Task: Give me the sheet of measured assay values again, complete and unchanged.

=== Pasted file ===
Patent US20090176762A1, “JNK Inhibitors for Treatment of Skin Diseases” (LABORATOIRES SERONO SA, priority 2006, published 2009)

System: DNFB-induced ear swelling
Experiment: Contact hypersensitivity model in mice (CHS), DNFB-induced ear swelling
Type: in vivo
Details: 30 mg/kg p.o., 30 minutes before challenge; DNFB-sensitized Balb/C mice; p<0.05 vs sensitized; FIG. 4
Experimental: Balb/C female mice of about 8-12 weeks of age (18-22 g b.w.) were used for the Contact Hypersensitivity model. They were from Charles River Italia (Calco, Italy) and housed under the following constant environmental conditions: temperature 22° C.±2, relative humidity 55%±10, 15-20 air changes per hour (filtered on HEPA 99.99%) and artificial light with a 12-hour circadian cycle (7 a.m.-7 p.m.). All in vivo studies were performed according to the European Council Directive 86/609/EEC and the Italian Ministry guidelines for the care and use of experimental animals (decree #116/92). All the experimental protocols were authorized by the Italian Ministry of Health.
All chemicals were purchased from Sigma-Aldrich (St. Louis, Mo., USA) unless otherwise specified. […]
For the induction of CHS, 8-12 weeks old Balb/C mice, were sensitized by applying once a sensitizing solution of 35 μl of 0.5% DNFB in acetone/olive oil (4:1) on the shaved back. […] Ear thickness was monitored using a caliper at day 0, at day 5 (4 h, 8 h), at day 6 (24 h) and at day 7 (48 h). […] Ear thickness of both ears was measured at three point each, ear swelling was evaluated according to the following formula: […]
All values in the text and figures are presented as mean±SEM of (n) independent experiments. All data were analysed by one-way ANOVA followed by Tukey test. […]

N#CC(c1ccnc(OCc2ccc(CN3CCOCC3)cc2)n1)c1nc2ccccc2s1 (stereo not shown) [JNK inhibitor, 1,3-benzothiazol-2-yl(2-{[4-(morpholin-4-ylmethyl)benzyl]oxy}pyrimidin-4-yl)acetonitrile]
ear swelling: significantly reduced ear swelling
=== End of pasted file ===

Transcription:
Patent US20090176762A1, “JNK Inhibitors for Treatment of Skin Diseases” (LABORATOIRES SERONO SA, priority 2006, published 2009)

System: DNFB-induced ear swelling
Experiment: Contact hypersensitivity model in mice (CHS), DNFB-induced ear swelling
Type: in vivo
Details: 30 mg/kg p.o., 30 minutes before challenge; DNFB-sensitized Balb/C mice; p<0.05 vs sensitized; FIG. 4
Experimental: Balb/C female mice of about 8-12 weeks of age (18-22 g b.w.) were used for the Contact Hypersensitivity model. They were from Charles River Italia (Calco, Italy) and housed under the following constant environmental conditions: temperature 22° C.±2, relative humidity 55%±10, 15-20 air changes per hour (filtered on HEPA 99.99%) and artificial light with a 12-hour circadian cycle (7 a.m.-7 p.m.). All in vivo studies were performed according to the European Council Directive 86/609/EEC and the Italian Ministry guidelines for the care and use of experimental animals (decree #116/92). All the experimental protocols were authorized by the Italian Ministry of Health.
All chemicals were purchased from Sigma-Aldrich (St. Louis, Mo., USA) unless otherwise specified. […]
For the induction of CHS, 8-12 weeks old Balb/C mice, were sensitized by applying once a sensitizing solution of 35 μl of 0.5% DNFB in acetone/olive oil (4:1) on the shaved back. […] Ear thickness was monitored using a caliper at day 0, at day 5 (4 h, 8 h), at day 6 (24 h) and at day 7 (48 h). […] Ear thickness of both ears was measured at three point each, ear swelling was evaluated according to the following formula: […]
All values in the text and figures are presented as mean±SEM of (n) independent experiments. All data were analysed by one-way ANOVA followed by Tukey test. […]

N#CC(c1ccnc(OCc2ccc(CN3CCOCC3)cc2)n1)c1nc2ccccc2s1 (stereo not shown) [JNK inhibitor, 1,3-benzothiazol-2-yl(2-{[4-(morpholin-4-ylmethyl)benzyl]oxy}pyrimidin-4-yl)acetonitrile]
ear swelling: significantly reduced ear swelling